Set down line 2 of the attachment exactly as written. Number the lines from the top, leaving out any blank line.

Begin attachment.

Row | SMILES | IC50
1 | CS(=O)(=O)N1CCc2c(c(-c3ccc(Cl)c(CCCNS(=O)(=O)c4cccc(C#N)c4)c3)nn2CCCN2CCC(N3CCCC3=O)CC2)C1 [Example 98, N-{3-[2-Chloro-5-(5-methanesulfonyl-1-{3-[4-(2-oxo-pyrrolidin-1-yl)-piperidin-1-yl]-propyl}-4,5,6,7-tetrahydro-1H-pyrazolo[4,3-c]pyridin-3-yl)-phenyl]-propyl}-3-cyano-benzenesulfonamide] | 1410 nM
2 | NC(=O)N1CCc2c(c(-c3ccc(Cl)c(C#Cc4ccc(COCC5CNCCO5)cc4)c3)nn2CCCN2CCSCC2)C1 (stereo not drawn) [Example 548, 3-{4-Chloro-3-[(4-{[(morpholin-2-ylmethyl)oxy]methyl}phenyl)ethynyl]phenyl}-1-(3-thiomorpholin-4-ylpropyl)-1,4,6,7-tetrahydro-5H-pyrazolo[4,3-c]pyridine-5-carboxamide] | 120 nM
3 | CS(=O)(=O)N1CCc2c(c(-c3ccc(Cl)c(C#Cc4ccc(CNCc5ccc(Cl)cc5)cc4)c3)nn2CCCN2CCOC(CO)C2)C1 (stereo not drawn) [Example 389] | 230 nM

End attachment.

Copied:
1 | CS(=O)(=O)N1CCc2c(c(-c3ccc(Cl)c(CCCNS(=O)(=O)c4cccc(C#N)c4)c3)nn2CCCN2CCC(N3CCCC3=O)CC2)C1 [Example 98, N-{3-[2-Chloro-5-(5-methanesulfonyl-1-{3-[4-(2-oxo-pyrrolidin-1-yl)-piperidin-1-yl]-propyl}-4,5,6,7-tetrahydro-1H-pyrazolo[4,3-c]pyridin-3-yl)-phenyl]-propyl}-3-cyano-benzenesulfonamide] | 1410 nM